Picking your units also forces you to think about the long game and the length of battle. You’re given more resources to spend every minute, which you can pool up and spend together or dole out a little bit at a time, but the rate of resources changes through the three stages of a battle – A, B and C. Some divisions have more resources early on, others have more later on, and unit cards unlock during different phases as well, sometimes letting you redeem them multiple times. Do you want to have one tank early on, or the ability to call in two or three tanks later? Are mortars enough in the late game, or will the long range of howitzers help turn the battle? It’s a clever system that doesn’t devolve into the cheapness of card systems in some other games.
While the game can look fantastic, letting you pull all the way out view the entire field of battle and the shifting red-blue frontlines and then zoom all the way in until you’re closely examining your troops and the thick grass in the French countryside, there are other points that detract from the overall experience. The UI as a whole feels like something from at least half a decade ago to my mind, audio sometimes doesn’t match the gunfire shown in game, and the introductions to the single player missions are not what I’d expect from a product by such a long standing studio. Having simplistic cutscenes is fine, but the lines of audio that read out the mission briefings haven’t been read by voice actors, but rather fed through audio banks, with all the unusual inflections, stilted speech rhythms and Siri or Alexa-isms that leads to. It’s such a small point, but one that really detracts from the overall experience.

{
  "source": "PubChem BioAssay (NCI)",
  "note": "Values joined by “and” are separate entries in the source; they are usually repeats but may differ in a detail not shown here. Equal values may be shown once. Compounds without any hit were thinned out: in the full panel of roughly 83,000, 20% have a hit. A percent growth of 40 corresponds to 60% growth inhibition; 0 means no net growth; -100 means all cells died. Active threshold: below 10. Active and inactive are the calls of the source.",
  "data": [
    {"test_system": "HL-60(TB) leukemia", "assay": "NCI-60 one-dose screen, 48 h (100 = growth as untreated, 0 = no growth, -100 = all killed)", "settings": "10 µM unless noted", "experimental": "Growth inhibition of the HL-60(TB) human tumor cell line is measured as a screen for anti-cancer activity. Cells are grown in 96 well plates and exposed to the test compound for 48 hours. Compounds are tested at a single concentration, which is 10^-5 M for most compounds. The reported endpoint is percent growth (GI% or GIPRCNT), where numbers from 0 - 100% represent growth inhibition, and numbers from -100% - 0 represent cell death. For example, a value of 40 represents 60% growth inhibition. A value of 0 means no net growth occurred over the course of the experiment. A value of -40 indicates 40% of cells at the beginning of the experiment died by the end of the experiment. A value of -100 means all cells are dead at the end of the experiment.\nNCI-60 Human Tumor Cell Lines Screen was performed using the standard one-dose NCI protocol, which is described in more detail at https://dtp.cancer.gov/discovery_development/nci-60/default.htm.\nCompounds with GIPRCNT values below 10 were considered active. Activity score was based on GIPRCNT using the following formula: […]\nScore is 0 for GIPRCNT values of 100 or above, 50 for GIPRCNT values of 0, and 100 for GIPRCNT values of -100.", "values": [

Update: After posting our review, we were informed that the review build did not have the final voice overs. Having returned to the release build of the game, it’s much improved, which has helped alter our review score.
While there’s a distinct appeal to Steel Division: Normandy 44, this is a game that caters to a particular niche audience of hardcore strategy fans. Its depiction of the Second World War focuses on realism, with a reliance on ambushes and weight of fire in infantry combat and a surprising fragility to the tanks, but this difficult to master game won’t be for everyone. There’s some clever ideas in the shifting front lines, the fog of war and Battlegroups, but there’s problems with the presentation and some elements that feel unbalanced.
Update: After posting our review, we were informed that the review build did not have the final voice overs. Having returned to the release build of the game, it’s much improved, which has helped tip our review score from a 7 to an 8/10.